2. Ionizing Purifiers

These bad boys have a feature called the corona discharge- a small but intense electromagnetic field that affects protons, neutrons and electrons in particles found in the air.

Two metal plates — one of which is positively-charged, and the other negatively-charged — pull on these particles in the air. A particle is drawn to another particle that is oppositely charged. They bind to each other and soon settle out of the air.

3. Ozone Generators

Ozone generators are fairly different from ionizing purifiers when it comes to their appearance, but they work in a similar way. The only difference between these two is that ozone generators change oxygen molecules into ozone, which consists of three oxygen atoms. When oxygen atoms pass through corona discharge, they split into separate oxygen atoms. Free air, cool!

But, don’t get too excited. While ozone generators create new oxygen atoms, there is strong evidence that this doesn’t actually purify the air. Another thing you should keep in mind is that ozone is a toxic gas that causes corrosion. Maybe not so cool after all.

Air Purifiers for Mold

Nasty, microscopic fungi are invading our homes. Not only are they nasty, but dangerous too.

Research shows that mold is a great cause of a variety of health issues and conditions, such as throat irritation, stuffy nose, eye irritation, coughing and wheezing, and skin irritation. For those suffering from asthma and allergies, the negative effects can be even more severe.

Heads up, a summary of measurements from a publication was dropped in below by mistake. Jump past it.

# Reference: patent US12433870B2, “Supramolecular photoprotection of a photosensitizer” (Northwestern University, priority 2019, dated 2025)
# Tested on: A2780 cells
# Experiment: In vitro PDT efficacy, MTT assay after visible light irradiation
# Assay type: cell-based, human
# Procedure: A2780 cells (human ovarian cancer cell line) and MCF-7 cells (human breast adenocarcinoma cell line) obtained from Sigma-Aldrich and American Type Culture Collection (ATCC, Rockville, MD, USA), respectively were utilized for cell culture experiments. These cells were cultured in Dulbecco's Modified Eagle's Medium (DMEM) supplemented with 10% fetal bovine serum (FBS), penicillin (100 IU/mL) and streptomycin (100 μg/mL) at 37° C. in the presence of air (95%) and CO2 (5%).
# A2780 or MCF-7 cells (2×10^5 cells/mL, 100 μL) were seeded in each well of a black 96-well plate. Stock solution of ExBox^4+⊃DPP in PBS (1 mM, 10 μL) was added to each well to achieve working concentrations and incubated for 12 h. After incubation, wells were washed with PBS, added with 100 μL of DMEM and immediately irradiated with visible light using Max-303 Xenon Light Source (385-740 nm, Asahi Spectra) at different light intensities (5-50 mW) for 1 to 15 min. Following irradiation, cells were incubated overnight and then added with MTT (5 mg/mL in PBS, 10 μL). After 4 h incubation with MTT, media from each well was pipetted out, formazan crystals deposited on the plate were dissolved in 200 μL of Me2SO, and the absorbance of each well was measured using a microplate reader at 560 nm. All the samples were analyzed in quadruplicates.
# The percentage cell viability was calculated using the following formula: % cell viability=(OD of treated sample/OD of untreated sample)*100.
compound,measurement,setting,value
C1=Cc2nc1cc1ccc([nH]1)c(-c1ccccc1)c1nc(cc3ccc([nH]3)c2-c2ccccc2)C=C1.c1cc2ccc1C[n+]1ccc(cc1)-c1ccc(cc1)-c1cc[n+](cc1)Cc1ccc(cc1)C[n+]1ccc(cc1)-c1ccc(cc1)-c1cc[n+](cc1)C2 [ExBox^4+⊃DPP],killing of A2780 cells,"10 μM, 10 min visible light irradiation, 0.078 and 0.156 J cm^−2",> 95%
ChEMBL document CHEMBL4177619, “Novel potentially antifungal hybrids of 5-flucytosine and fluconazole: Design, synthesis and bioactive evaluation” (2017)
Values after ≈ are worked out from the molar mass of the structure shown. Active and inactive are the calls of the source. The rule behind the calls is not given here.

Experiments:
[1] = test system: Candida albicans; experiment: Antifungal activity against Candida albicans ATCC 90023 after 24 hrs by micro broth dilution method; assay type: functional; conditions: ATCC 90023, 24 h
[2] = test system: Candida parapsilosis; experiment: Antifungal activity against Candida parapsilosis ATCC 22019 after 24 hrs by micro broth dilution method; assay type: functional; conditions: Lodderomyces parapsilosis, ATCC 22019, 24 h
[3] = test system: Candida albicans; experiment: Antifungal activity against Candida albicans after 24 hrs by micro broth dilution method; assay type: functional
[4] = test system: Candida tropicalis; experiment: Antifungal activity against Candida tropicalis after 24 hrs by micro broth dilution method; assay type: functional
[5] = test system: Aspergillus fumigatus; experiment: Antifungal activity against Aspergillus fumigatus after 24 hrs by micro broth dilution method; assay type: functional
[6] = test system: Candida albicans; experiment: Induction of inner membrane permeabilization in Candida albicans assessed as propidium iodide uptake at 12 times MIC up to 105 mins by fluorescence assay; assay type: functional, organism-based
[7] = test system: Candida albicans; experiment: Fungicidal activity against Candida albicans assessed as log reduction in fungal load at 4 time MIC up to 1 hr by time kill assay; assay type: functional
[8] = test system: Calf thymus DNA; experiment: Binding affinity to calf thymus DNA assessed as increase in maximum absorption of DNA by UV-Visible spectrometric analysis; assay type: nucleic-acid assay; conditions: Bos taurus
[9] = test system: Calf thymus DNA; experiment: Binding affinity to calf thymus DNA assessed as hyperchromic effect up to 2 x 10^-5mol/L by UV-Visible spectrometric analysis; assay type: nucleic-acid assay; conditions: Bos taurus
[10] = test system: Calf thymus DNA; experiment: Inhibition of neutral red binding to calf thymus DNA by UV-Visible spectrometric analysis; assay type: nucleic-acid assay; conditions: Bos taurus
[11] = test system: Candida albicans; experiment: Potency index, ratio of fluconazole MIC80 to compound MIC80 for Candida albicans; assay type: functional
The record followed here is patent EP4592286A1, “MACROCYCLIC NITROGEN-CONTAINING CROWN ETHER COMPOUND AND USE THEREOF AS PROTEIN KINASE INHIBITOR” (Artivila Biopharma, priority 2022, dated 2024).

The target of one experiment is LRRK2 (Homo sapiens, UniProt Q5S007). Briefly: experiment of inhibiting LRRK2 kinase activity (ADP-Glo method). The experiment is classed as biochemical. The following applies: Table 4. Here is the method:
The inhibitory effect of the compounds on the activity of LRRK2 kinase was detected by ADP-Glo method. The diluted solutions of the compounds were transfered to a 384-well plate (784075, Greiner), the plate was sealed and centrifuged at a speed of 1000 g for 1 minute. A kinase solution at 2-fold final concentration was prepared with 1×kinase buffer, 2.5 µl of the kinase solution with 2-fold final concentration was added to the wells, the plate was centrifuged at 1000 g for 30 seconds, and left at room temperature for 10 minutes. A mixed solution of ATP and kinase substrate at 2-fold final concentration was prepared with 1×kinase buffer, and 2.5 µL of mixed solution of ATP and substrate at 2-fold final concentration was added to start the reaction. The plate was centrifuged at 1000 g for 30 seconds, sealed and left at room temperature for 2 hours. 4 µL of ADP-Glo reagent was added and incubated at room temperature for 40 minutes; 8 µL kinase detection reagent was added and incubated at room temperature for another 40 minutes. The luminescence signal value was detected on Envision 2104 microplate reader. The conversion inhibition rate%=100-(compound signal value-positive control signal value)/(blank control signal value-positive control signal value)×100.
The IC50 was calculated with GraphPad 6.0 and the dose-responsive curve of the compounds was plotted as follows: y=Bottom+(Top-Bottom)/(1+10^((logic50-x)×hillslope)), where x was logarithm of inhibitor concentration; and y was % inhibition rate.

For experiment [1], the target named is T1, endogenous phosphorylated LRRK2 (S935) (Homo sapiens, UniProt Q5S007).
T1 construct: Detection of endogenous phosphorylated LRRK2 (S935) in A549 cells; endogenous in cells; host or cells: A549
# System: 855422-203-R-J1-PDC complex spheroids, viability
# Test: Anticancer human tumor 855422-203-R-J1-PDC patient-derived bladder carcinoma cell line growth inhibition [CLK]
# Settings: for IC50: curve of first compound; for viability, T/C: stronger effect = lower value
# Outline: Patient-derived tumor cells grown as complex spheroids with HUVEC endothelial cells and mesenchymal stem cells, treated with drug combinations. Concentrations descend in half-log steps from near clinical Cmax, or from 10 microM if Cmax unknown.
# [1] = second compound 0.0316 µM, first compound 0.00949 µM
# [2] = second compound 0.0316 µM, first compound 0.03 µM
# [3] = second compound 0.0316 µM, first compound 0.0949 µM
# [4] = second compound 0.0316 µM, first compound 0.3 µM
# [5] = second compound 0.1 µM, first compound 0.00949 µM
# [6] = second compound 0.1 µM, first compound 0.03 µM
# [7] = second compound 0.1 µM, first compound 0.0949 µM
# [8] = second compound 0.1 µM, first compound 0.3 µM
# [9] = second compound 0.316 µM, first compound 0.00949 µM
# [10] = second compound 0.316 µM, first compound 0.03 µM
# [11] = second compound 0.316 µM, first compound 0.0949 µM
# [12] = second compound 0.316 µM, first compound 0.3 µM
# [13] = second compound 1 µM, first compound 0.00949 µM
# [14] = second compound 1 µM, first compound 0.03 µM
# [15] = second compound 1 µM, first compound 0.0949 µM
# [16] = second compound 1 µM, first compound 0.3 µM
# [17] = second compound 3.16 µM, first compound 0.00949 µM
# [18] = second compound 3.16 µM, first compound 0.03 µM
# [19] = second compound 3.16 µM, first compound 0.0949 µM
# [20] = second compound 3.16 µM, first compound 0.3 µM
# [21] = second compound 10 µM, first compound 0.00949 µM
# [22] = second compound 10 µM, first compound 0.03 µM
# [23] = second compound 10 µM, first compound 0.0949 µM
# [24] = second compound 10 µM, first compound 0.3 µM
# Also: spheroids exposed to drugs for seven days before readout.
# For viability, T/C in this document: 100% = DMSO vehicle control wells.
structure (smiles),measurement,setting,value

There are some measures you can take to make sure that mold levels are kept to a minimum in your home.

Because mold grows in dark rooms where there is a high level of humidity, you can use hygrometers and humidity gauges to keep an eye on humidity levels. After you find out which rooms in your house are most problematic when it comes to humidity, you can use a dehumidifier to lower those humidity levels. Combining these tools with an appropriate air purifier can really help you remove all the toxins and can help relieve problems with allergies and asthma.

Please note: Air purifiers eliminate mold spores, but do not eliminate active mold growth.

Our Recommendations

HEPA filters air purifiers are most recommended since HEPA filters meet a strict standard of efficiency. They are designed to filter out at least 99.7 % of particles.

They are also successful in getting rid of mold spores that range between one and five microns in size. This is done by trapping airborne spores within the HEPA filter.

The best way to use your HEPA filter air purifier is to place it in a room that is most likely to have problems with mold: basements, bathrooms, kitchens or other rooms that have a high level of humidity.